The Wildlife Conservation Society (WCS) is building on its long-standing collaboration with the Republic of the Congo's government to work together to identify key biodiversity areas (KBAs) in a country incredibly rich in biodiversity.
The first-ever Africa-wide assessment of great apes – gorillas, bonobos and chimpanzees – finds that human factors, including roads, population density and GDP, determine abundance more than ecological factors such as forest cover.
A new study says that the tropical forests of Western Equatorial Africa (WEA) – which include significant stands of Intact Forest Landscapes (IFLs) – are increasingly coming under pressure from logging, poaching, and associated disturbances.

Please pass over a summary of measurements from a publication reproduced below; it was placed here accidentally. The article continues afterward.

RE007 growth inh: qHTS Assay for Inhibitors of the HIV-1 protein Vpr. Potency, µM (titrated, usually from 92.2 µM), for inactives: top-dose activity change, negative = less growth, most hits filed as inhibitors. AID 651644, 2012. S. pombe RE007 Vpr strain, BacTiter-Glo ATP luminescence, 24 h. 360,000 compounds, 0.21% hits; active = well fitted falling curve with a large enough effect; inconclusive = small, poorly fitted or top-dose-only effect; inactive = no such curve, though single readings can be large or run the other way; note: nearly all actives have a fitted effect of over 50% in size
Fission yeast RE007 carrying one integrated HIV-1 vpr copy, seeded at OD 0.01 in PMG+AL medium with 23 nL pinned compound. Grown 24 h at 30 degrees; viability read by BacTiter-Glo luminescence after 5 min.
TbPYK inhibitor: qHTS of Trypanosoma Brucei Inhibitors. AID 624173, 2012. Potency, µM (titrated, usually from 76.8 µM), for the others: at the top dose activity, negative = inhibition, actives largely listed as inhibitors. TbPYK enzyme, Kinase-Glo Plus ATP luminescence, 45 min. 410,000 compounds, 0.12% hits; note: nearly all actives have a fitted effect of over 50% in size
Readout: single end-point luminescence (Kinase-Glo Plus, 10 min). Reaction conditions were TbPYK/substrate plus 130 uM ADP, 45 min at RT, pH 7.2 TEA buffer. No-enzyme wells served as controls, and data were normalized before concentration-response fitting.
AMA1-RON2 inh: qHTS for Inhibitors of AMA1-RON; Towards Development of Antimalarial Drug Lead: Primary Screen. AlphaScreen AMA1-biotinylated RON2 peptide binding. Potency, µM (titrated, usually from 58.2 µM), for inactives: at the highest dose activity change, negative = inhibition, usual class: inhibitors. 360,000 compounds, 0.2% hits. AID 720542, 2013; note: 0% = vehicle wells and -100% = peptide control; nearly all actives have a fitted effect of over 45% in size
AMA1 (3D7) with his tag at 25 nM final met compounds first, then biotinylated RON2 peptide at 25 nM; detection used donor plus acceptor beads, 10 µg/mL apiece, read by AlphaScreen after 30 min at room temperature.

Nouabalé-Ndoki National Park, formed between WCS, the government of the Republic of Congo, and the local communities, is arguably the most advanced and demonstrably successful conservation models of its kind in Africa
A sweeping new census published in the journal Environmental Research Letters estimates 52,800 western chimpanzees (Pan troglodytes verus) live in eight countries in western Africa, with most of them found outside of protected areas, some of which are threatened by intense development pressures.
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